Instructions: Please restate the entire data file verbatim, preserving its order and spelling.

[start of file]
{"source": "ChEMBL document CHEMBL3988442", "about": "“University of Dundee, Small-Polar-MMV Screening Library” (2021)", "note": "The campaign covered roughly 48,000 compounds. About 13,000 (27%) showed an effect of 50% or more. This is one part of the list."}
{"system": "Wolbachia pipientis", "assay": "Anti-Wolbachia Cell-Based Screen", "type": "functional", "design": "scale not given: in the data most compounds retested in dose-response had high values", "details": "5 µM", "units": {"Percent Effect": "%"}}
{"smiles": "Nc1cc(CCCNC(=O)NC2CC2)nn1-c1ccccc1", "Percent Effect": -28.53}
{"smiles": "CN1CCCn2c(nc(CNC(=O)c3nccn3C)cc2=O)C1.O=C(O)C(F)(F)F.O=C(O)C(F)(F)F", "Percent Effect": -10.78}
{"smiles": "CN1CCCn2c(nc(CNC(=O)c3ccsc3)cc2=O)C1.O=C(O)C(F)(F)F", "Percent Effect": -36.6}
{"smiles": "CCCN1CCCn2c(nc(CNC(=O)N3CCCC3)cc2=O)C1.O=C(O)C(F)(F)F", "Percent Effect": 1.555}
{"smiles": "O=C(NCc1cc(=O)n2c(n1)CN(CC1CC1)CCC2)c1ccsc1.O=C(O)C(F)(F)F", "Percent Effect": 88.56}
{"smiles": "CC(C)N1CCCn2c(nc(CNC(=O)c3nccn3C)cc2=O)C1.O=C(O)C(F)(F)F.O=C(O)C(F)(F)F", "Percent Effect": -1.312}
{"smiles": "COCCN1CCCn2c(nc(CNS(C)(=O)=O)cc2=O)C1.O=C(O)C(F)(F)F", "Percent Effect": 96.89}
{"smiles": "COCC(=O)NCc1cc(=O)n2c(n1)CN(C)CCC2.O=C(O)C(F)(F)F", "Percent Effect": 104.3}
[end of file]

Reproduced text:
{"source": "ChEMBL document CHEMBL3988442", "about": "“University of Dundee, Small-Polar-MMV Screening Library” (2021)", "note": "The campaign covered roughly 48,000 compounds. About 13,000 (27%) showed an effect of 50% or more. This is one part of the list."}
{"system": "Wolbachia pipientis", "assay": "Anti-Wolbachia Cell-Based Screen", "type": "functional", "design": "scale not given: in the data most compounds retested in dose-response had high values", "details": "5 µM", "units": {"Percent Effect": "%"}}
{"smiles": "Nc1cc(CCCNC(=O)NC2CC2)nn1-c1ccccc1", "Percent Effect": -28.53}
{"smiles": "CN1CCCn2c(nc(CNC(=O)c3nccn3C)cc2=O)C1.O=C(O)C(F)(F)F.O=C(O)C(F)(F)F", "Percent Effect": -10.78}
{"smiles": "CN1CCCn2c(nc(CNC(=O)c3ccsc3)cc2=O)C1.O=C(O)C(F)(F)F", "Percent Effect": -36.6}
{"smiles": "CCCN1CCCn2c(nc(CNC(=O)N3CCCC3)cc2=O)C1.O=C(O)C(F)(F)F", "Percent Effect": 1.555}
{"smiles": "O=C(NCc1cc(=O)n2c(n1)CN(CC1CC1)CCC2)c1ccsc1.O=C(O)C(F)(F)F", "Percent Effect": 88.56}
{"smiles": "CC(C)N1CCCn2c(nc(CNC(=O)c3nccn3C)cc2=O)C1.O=C(O)C(F)(F)F.O=C(O)C(F)(F)F", "Percent Effect": -1.312}
{"smiles": "COCCN1CCCn2c(nc(CNS(C)(=O)=O)cc2=O)C1.O=C(O)C(F)(F)F", "Percent Effect": 96.89}
{"smiles": "COCC(=O)NCc1cc(=O)n2c(n1)CN(C)CCC2.O=C(O)C(F)(F)F", "Percent Effect": 104.3}